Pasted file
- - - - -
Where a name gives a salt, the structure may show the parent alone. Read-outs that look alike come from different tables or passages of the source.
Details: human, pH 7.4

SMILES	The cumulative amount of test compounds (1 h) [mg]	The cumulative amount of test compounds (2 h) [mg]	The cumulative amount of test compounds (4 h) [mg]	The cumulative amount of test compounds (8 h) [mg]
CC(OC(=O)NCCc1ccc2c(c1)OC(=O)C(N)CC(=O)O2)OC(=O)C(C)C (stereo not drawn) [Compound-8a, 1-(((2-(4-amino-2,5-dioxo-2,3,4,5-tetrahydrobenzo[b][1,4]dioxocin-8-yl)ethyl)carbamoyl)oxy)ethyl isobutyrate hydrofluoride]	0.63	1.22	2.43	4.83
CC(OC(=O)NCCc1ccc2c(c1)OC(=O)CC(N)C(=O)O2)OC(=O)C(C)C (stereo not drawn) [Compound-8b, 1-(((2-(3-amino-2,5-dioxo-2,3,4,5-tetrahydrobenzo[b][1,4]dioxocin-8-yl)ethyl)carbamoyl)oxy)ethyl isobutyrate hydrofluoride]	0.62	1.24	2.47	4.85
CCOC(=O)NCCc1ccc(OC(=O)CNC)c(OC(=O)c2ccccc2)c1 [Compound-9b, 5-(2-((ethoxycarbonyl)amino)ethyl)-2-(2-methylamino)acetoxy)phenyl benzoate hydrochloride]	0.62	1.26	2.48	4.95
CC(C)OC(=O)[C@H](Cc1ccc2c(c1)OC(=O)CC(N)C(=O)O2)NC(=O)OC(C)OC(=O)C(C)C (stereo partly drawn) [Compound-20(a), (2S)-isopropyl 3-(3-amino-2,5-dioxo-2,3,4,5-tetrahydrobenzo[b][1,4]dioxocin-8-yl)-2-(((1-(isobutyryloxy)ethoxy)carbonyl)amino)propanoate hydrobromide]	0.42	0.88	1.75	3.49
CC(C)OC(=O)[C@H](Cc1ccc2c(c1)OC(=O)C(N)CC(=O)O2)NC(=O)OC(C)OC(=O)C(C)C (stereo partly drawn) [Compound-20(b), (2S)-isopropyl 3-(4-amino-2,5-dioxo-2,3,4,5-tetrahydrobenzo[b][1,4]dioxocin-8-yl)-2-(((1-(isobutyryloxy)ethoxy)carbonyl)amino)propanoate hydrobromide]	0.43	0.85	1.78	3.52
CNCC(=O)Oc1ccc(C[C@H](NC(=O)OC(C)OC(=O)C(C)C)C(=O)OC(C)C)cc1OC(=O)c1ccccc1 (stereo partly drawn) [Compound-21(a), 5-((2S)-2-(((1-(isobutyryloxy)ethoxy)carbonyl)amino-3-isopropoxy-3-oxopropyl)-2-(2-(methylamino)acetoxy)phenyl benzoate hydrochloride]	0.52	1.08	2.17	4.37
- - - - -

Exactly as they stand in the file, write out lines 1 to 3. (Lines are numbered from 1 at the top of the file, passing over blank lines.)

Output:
Where a name gives a salt, the structure may show the parent alone. Read-outs that look alike come from different tables or passages of the source.
Details: human, pH 7.4

SMILES	The cumulative amount of test compounds (1 h) [mg]	The cumulative amount of test compounds (2 h) [mg]	The cumulative amount of test compounds (4 h) [mg]	The cumulative amount of test compounds (8 h) [mg]